Difference between Low-level and High-level Programming languages

If you’re interested in programming, then please note that programming languages are usually separated in two classes: High-Level and Low-Level, and each has its own purpose. Knowing which one is best for you, depends a lot on your knowledge, which is why we’ve decided to explain the differences between both.

Low-level and High-level Programming languages

Low-level and High-level Programming languages

Today, we are going to explain the definition of high and low-level programming, and the different types. When you’ve completed reading this article, it is expected that you’ll have some idea of which language to focus on going forward.

Bear in mind that programming is not easy, not even for professionals because things can go wrong at any time. If you are not built for solving complex problems, then chances are learning to code is not your thing.

1] What is a high-level programming

Now, from what we’ve come to understand over the years, there are a few characteristics that define high-level programming and were going to look at some of them.

OK, so high-level programming is more akin to human language due to the fact it is readable, or more so. Furthermore, these languages do not take part in memory management and feature abstraction.

The main examples of high-level programming languages are C#, Python, Java, Ruby, and more.

Read: What is the R programming language?

2] What is Low-level programming

The first thing you’ll notice is how much of an opposite low-level language are when compared to High-level. You see, they do not feature abstraction, but when it comes down to memory management and the ability to be read by computers, they are ahead.

Additionally, these languages are not close to human language at all, so reading them is not easy.

As for examples, look to machine code and assembly language to get an idea of what we’re talking about.

Read: Learn computer programming with Microsoft Small Basic.

3] Deeper interpretation of high-level programming languages

OK, so here’s the thing. High-level languages all feature abstraction as explained above, and this is good because it makes them easier to use and understand. If we look at the line of code below, we can see how it is readable and more human-like:

# Create the data for the graph.
v <-  c(9,13,21,8,36,22,12,41,31,33,19)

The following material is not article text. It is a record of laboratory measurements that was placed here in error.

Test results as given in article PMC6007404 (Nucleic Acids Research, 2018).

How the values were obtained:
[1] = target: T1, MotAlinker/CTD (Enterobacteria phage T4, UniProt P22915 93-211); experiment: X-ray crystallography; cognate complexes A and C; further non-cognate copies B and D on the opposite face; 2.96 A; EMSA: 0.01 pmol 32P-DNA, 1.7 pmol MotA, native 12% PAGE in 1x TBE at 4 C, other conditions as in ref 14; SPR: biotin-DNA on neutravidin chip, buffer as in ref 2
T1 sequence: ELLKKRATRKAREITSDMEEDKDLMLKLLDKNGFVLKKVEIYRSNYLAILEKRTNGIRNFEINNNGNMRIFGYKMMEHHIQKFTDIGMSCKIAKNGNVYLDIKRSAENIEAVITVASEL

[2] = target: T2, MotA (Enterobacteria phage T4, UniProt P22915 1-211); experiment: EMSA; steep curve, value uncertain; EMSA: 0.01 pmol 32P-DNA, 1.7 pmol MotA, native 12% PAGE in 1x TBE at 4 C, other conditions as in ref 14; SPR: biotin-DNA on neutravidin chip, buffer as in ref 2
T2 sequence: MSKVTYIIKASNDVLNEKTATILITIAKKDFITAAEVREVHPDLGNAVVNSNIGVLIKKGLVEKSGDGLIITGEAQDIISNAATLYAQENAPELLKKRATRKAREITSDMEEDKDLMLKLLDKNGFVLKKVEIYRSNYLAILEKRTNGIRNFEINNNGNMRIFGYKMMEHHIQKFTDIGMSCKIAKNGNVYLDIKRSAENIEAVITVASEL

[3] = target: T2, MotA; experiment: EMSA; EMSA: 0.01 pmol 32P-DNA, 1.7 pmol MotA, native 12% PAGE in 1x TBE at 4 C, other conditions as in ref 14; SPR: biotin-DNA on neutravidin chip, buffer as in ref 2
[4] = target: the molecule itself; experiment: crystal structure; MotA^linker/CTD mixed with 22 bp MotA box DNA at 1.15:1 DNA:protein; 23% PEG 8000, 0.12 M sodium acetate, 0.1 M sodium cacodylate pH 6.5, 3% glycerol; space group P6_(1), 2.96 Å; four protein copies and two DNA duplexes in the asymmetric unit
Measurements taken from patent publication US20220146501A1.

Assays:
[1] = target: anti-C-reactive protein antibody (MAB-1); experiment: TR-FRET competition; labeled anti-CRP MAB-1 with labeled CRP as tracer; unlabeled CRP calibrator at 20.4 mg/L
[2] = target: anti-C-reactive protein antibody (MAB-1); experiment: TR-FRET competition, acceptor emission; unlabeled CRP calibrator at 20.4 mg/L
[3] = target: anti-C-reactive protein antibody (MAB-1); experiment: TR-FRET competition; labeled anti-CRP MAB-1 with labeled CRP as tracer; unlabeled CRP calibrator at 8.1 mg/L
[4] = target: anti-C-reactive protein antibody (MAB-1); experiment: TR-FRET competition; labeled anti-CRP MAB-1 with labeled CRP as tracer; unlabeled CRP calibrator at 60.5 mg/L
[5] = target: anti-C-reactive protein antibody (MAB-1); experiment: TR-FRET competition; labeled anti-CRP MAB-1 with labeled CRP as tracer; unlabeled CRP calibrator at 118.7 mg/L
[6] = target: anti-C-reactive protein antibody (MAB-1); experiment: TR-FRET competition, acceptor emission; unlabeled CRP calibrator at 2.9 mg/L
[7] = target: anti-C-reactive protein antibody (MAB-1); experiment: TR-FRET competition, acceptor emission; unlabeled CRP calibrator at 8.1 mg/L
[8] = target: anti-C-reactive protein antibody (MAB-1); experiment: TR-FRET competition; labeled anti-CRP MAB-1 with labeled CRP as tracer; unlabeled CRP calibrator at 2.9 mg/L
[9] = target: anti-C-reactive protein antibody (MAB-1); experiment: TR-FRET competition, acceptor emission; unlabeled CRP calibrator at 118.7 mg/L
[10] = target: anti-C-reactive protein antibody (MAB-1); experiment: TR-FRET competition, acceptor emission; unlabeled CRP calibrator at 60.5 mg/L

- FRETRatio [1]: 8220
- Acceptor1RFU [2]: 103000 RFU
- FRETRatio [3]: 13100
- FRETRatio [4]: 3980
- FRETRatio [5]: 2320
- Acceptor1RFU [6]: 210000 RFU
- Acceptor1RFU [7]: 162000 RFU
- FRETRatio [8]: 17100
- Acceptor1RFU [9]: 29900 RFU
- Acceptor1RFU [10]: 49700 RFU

# Give the chart file a unique name.
png(file = "histogram.png")

# Create the required histogram.
hist(v,xlab = "Weight",col = "yellow",border = "blue")

# Save the file.
dev.off()

As you can see, it’s just simple lines of code, and if you read it properly, you will understand what you’re getting what comes after. Furthermore, there is no need to manage memory with high-level language.

In terms of some of the most important parts of coding in high-level, they are variables, objects, routines, and loops. You see, these are the abstractions that make high-level languages so easy to use when compared to their lower-level counterparts.

Also, coding from the high-level allows the user to send dozens of commands with just a single line of code. Furthermore, one should note that each high-level programming language has its own way of writing syntax, therefore, some will be easier than others.

Read: Netbeans IDE is a new-age Programming Language.

4] Deeper interpretation of low-level programming languages

As we’ve stated above, low-level programming languages are more aligned with the computer system rather than human language, therefore, reading it in a normal fashion is impossible. One of the most known low-level programming languages out there is Machine code, and it’s all about random numbers.

You see, Machine code only contains the individual guidelines passed down to the computer, which means, it lacks abstraction.

Now, we should not that Machines only understand bytes, although they are mainly represented in decimal, hexadecimal notation, or binary. We understand that binary is used more than the others.

Example of machine codes:

000000 00001 00010 00110 00000 100000

As you can see, it’s impossible to read the above code in order to get an idea of what it will do. The computer, on the other hand, is very much capable of reading this language as long as the programmer specifies clear directions.

5] Should you learn one or both types of programming languages?

That’s a difficult question to answer since both languages have benefits and cons. You see, high-level languages are easier to learn and grasp. Not to mention, high-level languages are safer because they contain certain safeguards to make it harder for programmers to write code designed to destroy a computer.

Low-level languages are the complete opposite, and as such, they are not used for writing code for the web or apps, but primarily driver software or operating system kernels.

Low-level and High-level Programming languages

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Jacob MORRIS

MORRIS is an impassioned technology writer. He always inspires technologists with his innovative thinking and practical approach. A go-to personality for every Technical problem, no doubt, the chief problem-solver!

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